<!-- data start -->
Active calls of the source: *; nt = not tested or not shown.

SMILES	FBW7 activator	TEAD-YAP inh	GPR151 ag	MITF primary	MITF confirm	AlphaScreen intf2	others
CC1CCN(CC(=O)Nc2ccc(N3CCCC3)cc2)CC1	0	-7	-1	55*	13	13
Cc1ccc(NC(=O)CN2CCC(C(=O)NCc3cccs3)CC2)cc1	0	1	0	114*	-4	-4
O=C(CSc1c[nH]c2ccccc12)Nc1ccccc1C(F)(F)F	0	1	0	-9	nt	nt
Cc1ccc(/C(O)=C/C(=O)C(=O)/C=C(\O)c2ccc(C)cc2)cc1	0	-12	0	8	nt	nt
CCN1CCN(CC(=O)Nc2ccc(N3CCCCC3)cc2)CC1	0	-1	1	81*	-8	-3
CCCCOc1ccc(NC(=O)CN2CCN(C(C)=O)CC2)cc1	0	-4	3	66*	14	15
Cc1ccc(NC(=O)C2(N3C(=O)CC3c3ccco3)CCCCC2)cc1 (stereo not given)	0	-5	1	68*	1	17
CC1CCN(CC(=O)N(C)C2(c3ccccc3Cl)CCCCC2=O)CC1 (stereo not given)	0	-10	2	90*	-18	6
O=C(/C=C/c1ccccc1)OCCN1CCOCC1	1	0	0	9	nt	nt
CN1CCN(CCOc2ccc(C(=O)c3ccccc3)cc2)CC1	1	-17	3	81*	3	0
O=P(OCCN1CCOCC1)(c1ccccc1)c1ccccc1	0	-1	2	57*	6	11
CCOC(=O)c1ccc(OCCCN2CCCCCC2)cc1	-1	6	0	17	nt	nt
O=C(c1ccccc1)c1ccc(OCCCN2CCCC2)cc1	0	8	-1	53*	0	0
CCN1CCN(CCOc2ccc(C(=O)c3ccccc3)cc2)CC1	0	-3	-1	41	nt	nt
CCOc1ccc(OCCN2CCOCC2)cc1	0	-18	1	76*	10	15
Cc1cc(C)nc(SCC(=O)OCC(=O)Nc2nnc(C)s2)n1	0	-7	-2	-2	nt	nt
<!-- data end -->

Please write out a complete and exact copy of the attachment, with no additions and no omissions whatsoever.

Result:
Active calls of the source: *; nt = not tested or not shown.

SMILES	FBW7 activator	TEAD-YAP inh	GPR151 ag	MITF primary	MITF confirm	AlphaScreen intf2	others
CC1CCN(CC(=O)Nc2ccc(N3CCCC3)cc2)CC1	0	-7	-1	55*	13	13
Cc1ccc(NC(=O)CN2CCC(C(=O)NCc3cccs3)CC2)cc1	0	1	0	114*	-4	-4
O=C(CSc1c[nH]c2ccccc12)Nc1ccccc1C(F)(F)F	0	1	0	-9	nt	nt
Cc1ccc(/C(O)=C/C(=O)C(=O)/C=C(\O)c2ccc(C)cc2)cc1	0	-12	0	8	nt	nt
CCN1CCN(CC(=O)Nc2ccc(N3CCCCC3)cc2)CC1	0	-1	1	81*	-8	-3
CCCCOc1ccc(NC(=O)CN2CCN(C(C)=O)CC2)cc1	0	-4	3	66*	14	15
Cc1ccc(NC(=O)C2(N3C(=O)CC3c3ccco3)CCCCC2)cc1 (stereo not given)	0	-5	1	68*	1	17
CC1CCN(CC(=O)N(C)C2(c3ccccc3Cl)CCCCC2=O)CC1 (stereo not given)	0	-10	2	90*	-18	6
O=C(/C=C/c1ccccc1)OCCN1CCOCC1	1	0	0	9	nt	nt
CN1CCN(CCOc2ccc(C(=O)c3ccccc3)cc2)CC1	1	-17	3	81*	3	0
O=P(OCCN1CCOCC1)(c1ccccc1)c1ccccc1	0	-1	2	57*	6	11
CCOC(=O)c1ccc(OCCCN2CCCCCC2)cc1	-1	6	0	17	nt	nt
O=C(c1ccccc1)c1ccc(OCCCN2CCCC2)cc1	0	8	-1	53*	0	0
CCN1CCN(CCOc2ccc(C(=O)c3ccccc3)cc2)CC1	0	-3	-1	41	nt	nt
CCOc1ccc(OCCN2CCOCC2)cc1	0	-18	1	76*	10	15
Cc1cc(C)nc(SCC(=O)OCC(=O)Nc2nnc(C)s2)n1	0	-7	-2	-2	nt	nt